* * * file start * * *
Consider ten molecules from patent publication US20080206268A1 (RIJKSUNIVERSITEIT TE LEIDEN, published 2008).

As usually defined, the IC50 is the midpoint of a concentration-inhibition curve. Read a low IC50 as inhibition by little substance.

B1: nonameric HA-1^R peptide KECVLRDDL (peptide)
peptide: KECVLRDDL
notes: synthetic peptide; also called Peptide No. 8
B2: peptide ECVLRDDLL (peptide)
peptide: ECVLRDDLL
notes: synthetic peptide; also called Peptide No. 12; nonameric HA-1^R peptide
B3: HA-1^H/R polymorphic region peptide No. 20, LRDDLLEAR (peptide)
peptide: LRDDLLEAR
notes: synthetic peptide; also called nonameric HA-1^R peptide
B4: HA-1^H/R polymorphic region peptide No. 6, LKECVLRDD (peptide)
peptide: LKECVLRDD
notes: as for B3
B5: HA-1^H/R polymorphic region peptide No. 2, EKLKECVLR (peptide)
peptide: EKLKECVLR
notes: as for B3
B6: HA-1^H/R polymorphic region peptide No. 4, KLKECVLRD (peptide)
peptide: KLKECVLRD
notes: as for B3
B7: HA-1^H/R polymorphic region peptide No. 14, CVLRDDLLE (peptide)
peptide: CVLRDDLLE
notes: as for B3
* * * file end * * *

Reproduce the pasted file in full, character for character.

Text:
Consider ten molecules from patent publication US20080206268A1 (RIJKSUNIVERSITEIT TE LEIDEN, published 2008).

As usually defined, the IC50 is the midpoint of a concentration-inhibition curve. Read a low IC50 as inhibition by little substance.

B1: nonameric HA-1^R peptide KECVLRDDL (peptide)
peptide: KECVLRDDL
notes: synthetic peptide; also called Peptide No. 8
B2: peptide ECVLRDDLL (peptide)
peptide: ECVLRDDLL
notes: synthetic peptide; also called Peptide No. 12; nonameric HA-1^R peptide
B3: HA-1^H/R polymorphic region peptide No. 20, LRDDLLEAR (peptide)
peptide: LRDDLLEAR
notes: synthetic peptide; also called nonameric HA-1^R peptide
B4: HA-1^H/R polymorphic region peptide No. 6, LKECVLRDD (peptide)
peptide: LKECVLRDD
notes: as for B3
B5: HA-1^H/R polymorphic region peptide No. 2, EKLKECVLR (peptide)
peptide: EKLKECVLR
notes: as for B3
B6: HA-1^H/R polymorphic region peptide No. 4, KLKECVLRD (peptide)
peptide: KLKECVLRD
notes: as for B3
B7: HA-1^H/R polymorphic region peptide No. 14, CVLRDDLLE (peptide)
peptide: CVLRDDLLE
notes: as for B3